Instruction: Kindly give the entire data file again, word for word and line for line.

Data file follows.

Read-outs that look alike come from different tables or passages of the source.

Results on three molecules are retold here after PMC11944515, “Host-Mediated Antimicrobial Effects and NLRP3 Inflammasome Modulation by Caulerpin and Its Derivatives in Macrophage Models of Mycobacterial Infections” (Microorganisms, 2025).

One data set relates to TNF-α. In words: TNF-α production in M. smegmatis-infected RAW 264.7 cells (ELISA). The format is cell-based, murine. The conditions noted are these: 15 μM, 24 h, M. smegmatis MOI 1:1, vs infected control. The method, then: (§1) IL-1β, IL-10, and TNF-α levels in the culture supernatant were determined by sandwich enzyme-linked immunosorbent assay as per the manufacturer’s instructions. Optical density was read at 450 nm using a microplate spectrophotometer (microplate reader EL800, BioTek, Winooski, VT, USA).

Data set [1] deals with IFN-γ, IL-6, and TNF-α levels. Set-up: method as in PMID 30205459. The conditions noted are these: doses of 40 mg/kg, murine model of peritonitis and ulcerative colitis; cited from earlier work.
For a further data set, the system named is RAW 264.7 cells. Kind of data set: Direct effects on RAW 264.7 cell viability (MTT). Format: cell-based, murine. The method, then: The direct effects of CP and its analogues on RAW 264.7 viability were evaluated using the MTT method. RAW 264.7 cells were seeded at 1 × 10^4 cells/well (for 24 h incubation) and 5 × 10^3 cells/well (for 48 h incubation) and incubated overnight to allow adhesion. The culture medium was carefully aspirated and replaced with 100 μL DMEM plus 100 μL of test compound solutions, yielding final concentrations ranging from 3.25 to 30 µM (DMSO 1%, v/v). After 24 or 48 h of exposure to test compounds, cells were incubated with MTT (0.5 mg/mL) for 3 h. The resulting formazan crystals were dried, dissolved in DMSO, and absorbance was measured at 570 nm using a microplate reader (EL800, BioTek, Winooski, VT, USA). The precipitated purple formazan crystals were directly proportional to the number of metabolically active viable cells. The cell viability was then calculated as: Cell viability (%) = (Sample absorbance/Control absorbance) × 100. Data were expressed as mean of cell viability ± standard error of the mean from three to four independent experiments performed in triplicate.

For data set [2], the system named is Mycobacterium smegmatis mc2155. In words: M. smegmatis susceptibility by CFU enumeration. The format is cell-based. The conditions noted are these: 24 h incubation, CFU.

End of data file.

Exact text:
Read-outs that look alike come from different tables or passages of the source.

Results on three molecules are retold here after PMC11944515, “Host-Mediated Antimicrobial Effects and NLRP3 Inflammasome Modulation by Caulerpin and Its Derivatives in Macrophage Models of Mycobacterial Infections” (Microorganisms, 2025).

One data set relates to TNF-α. In words: TNF-α production in M. smegmatis-infected RAW 264.7 cells (ELISA). The format is cell-based, murine. The conditions noted are these: 15 μM, 24 h, M. smegmatis MOI 1:1, vs infected control. The method, then: (§1) IL-1β, IL-10, and TNF-α levels in the culture supernatant were determined by sandwich enzyme-linked immunosorbent assay as per the manufacturer’s instructions. Optical density was read at 450 nm using a microplate spectrophotometer (microplate reader EL800, BioTek, Winooski, VT, USA).

Data set [1] deals with IFN-γ, IL-6, and TNF-α levels. Set-up: method as in PMID 30205459. The conditions noted are these: doses of 40 mg/kg, murine model of peritonitis and ulcerative colitis; cited from earlier work.
For a further data set, the system named is RAW 264.7 cells. Kind of data set: Direct effects on RAW 264.7 cell viability (MTT). Format: cell-based, murine. The method, then: The direct effects of CP and its analogues on RAW 264.7 viability were evaluated using the MTT method. RAW 264.7 cells were seeded at 1 × 10^4 cells/well (for 24 h incubation) and 5 × 10^3 cells/well (for 48 h incubation) and incubated overnight to allow adhesion. The culture medium was carefully aspirated and replaced with 100 μL DMEM plus 100 μL of test compound solutions, yielding final concentrations ranging from 3.25 to 30 µM (DMSO 1%, v/v). After 24 or 48 h of exposure to test compounds, cells were incubated with MTT (0.5 mg/mL) for 3 h. The resulting formazan crystals were dried, dissolved in DMSO, and absorbance was measured at 570 nm using a microplate reader (EL800, BioTek, Winooski, VT, USA). The precipitated purple formazan crystals were directly proportional to the number of metabolically active viable cells. The cell viability was then calculated as: Cell viability (%) = (Sample absorbance/Control absorbance) × 100. Data were expressed as mean of cell viability ± standard error of the mean from three to four independent experiments performed in triplicate.

For data set [2], the system named is Mycobacterium smegmatis mc2155. In words: M. smegmatis susceptibility by CFU enumeration. The format is cell-based. The conditions noted are these: 24 h incubation, CFU.